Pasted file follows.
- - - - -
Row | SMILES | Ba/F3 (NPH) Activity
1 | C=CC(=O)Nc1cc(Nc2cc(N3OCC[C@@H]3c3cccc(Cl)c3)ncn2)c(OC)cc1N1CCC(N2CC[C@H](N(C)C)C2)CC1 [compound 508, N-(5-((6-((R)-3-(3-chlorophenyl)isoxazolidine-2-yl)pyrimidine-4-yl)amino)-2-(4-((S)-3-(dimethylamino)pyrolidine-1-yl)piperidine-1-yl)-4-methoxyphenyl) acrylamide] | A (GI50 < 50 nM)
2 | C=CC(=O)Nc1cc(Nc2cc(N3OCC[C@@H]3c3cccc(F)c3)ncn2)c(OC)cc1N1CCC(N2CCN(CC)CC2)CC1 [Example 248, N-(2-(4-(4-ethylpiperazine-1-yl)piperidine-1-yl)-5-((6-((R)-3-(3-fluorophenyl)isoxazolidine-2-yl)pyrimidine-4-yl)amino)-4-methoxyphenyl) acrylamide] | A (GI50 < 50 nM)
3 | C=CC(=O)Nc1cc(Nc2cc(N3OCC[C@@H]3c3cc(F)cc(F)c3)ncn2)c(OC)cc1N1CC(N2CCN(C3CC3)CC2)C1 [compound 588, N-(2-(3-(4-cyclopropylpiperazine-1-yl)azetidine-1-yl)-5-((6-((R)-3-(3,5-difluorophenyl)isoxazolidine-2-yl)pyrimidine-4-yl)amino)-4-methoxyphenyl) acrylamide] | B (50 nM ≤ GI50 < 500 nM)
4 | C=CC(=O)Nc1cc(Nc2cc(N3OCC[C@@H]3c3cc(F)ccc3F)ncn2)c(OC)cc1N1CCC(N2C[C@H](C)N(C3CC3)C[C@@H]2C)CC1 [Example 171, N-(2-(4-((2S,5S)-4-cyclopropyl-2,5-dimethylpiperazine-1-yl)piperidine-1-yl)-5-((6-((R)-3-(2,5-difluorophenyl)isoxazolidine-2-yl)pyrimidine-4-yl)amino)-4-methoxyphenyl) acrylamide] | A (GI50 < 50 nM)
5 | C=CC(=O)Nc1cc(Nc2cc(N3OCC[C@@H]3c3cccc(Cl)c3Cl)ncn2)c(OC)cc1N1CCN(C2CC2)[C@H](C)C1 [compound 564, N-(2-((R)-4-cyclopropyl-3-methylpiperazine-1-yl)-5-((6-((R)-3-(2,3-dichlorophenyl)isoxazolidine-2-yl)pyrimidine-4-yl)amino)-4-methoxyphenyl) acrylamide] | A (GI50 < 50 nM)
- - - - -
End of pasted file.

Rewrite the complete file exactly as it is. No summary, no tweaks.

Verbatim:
Row | SMILES | Ba/F3 (NPH) Activity
1 | C=CC(=O)Nc1cc(Nc2cc(N3OCC[C@@H]3c3cccc(Cl)c3)ncn2)c(OC)cc1N1CCC(N2CC[C@H](N(C)C)C2)CC1 [compound 508, N-(5-((6-((R)-3-(3-chlorophenyl)isoxazolidine-2-yl)pyrimidine-4-yl)amino)-2-(4-((S)-3-(dimethylamino)pyrolidine-1-yl)piperidine-1-yl)-4-methoxyphenyl) acrylamide] | A (GI50 < 50 nM)
2 | C=CC(=O)Nc1cc(Nc2cc(N3OCC[C@@H]3c3cccc(F)c3)ncn2)c(OC)cc1N1CCC(N2CCN(CC)CC2)CC1 [Example 248, N-(2-(4-(4-ethylpiperazine-1-yl)piperidine-1-yl)-5-((6-((R)-3-(3-fluorophenyl)isoxazolidine-2-yl)pyrimidine-4-yl)amino)-4-methoxyphenyl) acrylamide] | A (GI50 < 50 nM)
3 | C=CC(=O)Nc1cc(Nc2cc(N3OCC[C@@H]3c3cc(F)cc(F)c3)ncn2)c(OC)cc1N1CC(N2CCN(C3CC3)CC2)C1 [compound 588, N-(2-(3-(4-cyclopropylpiperazine-1-yl)azetidine-1-yl)-5-((6-((R)-3-(3,5-difluorophenyl)isoxazolidine-2-yl)pyrimidine-4-yl)amino)-4-methoxyphenyl) acrylamide] | B (50 nM ≤ GI50 < 500 nM)
4 | C=CC(=O)Nc1cc(Nc2cc(N3OCC[C@@H]3c3cc(F)ccc3F)ncn2)c(OC)cc1N1CCC(N2C[C@H](C)N(C3CC3)C[C@@H]2C)CC1 [Example 171, N-(2-(4-((2S,5S)-4-cyclopropyl-2,5-dimethylpiperazine-1-yl)piperidine-1-yl)-5-((6-((R)-3-(2,5-difluorophenyl)isoxazolidine-2-yl)pyrimidine-4-yl)amino)-4-methoxyphenyl) acrylamide] | A (GI50 < 50 nM)
5 | C=CC(=O)Nc1cc(Nc2cc(N3OCC[C@@H]3c3cccc(Cl)c3Cl)ncn2)c(OC)cc1N1CCN(C2CC2)[C@H](C)C1 [compound 564, N-(2-((R)-4-cyclopropyl-3-methylpiperazine-1-yl)-5-((6-((R)-3-(2,3-dichlorophenyl)isoxazolidine-2-yl)pyrimidine-4-yl)amino)-4-methoxyphenyl) acrylamide] | A (GI50 < 50 nM)